For a band who has achieved sonic diversity like MercyMe has, there is one characteristic of theirs that has not changed from album one to their latest offering, Welcome to the New. Then and now, they have worn their hearts on their sleeves. They have been transparently human, and in so doing, no one will probably ever know the mammoth scope of the impact they have made on people’s lives.

When they delivered the epic, “I Can Only Imagine,” the church suddenly had permission to grieve and not hide feelings of sadness or doubt.

Their most recent album, The Hurt & The Healer was a cornerstone in a long line of albums that didn’t shy away from pain and didn’t apologize for doubt. All That is Within Me, Undone, Spoken For resonated, track after track, with truth—not church talk—truth.

In 2014, on the heels of The Hurt & The Healer, they’re doing it again. This time, however, there’s something different.
Something lighter.

2.jpg“The last album was about needing a full-blown collision with the healer—when my family was hanging on by a thread, my cousin who was a firefighter died, and I wrote the title song in ten minutes in a concert arena, in tears,” Millard recalls. “I was thinking, ‘Why do we go though this mess, this junk in our lives? Is there any chance that what I’m going though is not in vain?’ Welcome to the New is the answer to that question. It’s where we landed after the collision. And we didn’t go through it in vain. I feel like the gospel has come to life for the first time.”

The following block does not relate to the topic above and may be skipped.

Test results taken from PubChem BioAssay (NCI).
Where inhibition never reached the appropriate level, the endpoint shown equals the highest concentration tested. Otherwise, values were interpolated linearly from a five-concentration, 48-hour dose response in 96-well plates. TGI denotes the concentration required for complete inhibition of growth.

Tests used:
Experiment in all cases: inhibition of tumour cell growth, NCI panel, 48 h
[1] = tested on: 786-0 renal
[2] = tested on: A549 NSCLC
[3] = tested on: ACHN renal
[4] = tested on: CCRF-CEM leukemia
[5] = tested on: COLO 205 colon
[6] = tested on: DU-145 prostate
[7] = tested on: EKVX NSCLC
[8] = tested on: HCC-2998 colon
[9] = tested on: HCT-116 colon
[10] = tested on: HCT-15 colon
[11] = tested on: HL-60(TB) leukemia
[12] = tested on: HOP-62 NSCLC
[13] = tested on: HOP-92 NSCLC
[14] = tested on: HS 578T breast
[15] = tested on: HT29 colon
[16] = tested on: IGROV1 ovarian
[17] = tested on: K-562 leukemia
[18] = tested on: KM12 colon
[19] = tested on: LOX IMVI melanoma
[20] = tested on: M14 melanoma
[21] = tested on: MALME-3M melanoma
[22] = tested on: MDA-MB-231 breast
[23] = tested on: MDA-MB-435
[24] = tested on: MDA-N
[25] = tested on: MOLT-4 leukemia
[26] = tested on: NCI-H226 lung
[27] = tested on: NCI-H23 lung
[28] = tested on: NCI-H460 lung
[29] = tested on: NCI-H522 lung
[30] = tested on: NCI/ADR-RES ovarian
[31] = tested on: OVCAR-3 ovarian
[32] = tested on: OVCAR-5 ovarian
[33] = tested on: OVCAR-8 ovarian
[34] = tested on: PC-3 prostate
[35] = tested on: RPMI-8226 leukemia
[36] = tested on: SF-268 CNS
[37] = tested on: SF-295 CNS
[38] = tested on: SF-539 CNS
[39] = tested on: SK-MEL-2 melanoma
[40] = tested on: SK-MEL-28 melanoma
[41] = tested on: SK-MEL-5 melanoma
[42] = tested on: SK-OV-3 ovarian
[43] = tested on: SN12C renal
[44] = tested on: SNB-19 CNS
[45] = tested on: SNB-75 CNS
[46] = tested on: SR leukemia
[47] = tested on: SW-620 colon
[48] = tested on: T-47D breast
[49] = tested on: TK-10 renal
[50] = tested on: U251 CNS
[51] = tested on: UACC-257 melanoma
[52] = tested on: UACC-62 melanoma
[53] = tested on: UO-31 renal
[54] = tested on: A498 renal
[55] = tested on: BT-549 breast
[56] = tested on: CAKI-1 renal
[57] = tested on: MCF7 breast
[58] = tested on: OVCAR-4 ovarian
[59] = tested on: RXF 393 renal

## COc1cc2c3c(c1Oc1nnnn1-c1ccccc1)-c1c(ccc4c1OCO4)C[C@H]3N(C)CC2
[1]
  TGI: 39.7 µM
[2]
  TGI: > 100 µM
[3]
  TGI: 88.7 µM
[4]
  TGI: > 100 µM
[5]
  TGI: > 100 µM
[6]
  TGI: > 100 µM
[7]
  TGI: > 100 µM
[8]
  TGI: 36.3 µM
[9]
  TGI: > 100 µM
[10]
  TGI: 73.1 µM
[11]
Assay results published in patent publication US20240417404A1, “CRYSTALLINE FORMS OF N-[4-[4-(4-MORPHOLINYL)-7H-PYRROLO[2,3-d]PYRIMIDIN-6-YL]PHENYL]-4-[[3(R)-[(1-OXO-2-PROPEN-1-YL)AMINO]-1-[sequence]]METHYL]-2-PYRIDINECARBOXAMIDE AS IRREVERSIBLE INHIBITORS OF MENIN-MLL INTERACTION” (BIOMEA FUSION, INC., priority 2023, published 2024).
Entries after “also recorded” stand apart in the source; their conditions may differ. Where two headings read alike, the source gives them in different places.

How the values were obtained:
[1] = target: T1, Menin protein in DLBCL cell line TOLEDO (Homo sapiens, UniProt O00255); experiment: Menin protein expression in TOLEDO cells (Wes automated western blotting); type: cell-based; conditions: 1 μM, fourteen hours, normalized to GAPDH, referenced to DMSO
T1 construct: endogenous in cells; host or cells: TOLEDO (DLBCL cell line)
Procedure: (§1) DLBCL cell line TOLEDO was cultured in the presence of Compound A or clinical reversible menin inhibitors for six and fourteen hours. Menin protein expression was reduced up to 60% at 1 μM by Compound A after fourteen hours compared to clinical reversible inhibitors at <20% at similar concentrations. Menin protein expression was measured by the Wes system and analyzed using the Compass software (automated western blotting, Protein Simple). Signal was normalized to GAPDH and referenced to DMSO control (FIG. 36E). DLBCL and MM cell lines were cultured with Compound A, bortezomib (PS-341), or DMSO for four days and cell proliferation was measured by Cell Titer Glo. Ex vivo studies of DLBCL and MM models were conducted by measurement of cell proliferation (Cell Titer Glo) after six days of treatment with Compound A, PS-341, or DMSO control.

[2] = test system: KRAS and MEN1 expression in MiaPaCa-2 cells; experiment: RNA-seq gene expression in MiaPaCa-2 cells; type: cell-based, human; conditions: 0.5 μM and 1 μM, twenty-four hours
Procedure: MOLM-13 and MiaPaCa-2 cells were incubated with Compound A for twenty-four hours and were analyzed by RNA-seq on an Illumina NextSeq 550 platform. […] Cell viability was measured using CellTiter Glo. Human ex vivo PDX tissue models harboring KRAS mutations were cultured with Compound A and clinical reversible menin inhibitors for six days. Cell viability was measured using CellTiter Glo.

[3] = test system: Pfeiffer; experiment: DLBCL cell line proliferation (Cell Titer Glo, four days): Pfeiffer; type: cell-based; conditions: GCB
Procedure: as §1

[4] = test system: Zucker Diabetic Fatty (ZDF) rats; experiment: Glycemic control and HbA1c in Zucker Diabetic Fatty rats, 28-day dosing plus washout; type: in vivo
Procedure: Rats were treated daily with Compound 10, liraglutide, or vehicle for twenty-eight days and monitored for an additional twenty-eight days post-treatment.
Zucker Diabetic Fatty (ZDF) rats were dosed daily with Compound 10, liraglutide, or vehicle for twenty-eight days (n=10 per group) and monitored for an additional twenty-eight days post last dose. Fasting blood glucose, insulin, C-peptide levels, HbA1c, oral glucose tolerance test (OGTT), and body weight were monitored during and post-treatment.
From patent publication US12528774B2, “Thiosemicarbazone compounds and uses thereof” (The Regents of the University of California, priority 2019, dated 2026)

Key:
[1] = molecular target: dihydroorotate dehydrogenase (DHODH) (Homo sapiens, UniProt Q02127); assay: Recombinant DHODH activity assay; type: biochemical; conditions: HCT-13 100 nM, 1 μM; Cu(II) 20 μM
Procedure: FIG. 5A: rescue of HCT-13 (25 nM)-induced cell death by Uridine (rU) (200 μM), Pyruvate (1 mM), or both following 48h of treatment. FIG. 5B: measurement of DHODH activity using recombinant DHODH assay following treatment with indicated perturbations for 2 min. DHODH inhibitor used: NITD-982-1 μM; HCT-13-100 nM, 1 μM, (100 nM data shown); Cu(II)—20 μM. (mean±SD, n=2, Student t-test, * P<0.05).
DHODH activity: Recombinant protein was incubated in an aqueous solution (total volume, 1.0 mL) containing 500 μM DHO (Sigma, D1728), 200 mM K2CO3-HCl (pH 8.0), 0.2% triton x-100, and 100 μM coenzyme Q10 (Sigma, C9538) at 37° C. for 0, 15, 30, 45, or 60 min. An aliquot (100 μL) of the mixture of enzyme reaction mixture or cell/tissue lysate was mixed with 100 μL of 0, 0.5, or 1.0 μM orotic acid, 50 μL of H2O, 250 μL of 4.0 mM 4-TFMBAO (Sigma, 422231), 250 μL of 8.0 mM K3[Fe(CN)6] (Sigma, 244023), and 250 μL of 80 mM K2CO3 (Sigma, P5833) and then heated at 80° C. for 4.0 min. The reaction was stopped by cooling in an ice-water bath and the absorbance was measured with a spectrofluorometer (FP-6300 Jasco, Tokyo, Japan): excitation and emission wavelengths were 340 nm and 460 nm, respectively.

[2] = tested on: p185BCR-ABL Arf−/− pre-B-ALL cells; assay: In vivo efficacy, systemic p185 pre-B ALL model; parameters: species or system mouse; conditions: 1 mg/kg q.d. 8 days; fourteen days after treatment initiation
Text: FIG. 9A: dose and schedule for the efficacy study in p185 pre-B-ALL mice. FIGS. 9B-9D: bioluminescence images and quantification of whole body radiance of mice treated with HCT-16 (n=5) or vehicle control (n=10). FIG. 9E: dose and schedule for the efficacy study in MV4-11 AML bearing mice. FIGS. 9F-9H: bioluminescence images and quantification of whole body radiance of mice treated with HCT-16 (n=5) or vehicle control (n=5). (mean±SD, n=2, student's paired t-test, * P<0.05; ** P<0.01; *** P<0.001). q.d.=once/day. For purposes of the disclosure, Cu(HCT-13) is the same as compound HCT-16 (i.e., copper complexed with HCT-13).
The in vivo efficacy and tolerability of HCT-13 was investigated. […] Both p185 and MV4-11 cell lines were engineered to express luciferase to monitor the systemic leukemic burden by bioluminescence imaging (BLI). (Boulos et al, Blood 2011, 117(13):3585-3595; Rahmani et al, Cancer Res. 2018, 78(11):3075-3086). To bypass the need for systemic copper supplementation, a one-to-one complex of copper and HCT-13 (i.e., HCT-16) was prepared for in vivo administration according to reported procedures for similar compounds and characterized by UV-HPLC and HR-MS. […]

The gospel has company. Everyone in the band seems to have removed a veil. They are more vibrant and awake than ever. Much of that began with Bart, who had reached a point in his life of nearly overwhelming difficulty and struggle. He had lost family members, his health was in jeopardy and the lingering shadows of his childhood loomed large.

“I grew up with a legalistic background, and even though it was all about grace, there were always three more things you could do to make life better,” says Bart. “But of course, I’d do 10: I was an overachiever. That’s why I started a band; if we weren’t giving God our best, he wasn’t happy with us.”

His efforts proved not only to be in vain, but threatened the very structure of the band as well as his relationships with God and other people. Just as he was ready to walk away from it all, an old friend emerged with a message that was as poignant as it was unexpected.

’There is nothing in our life to make Christ love us any more than he does.’ And I thought that was a novel concept, but I didn’t buy it: I have a wretched heart, and I’m nothing without God,” shares Bart. “But then he said, ‘Because of the cross you are a brand new creation. You can’t worry about the heart that can’t be trusted. You have a brand new heart and mind in Christ. And I thought, ‘Wow, that’s something I never heard growing up. There’s no way I can sabotage this.’” | CLICK HERE to read the full article

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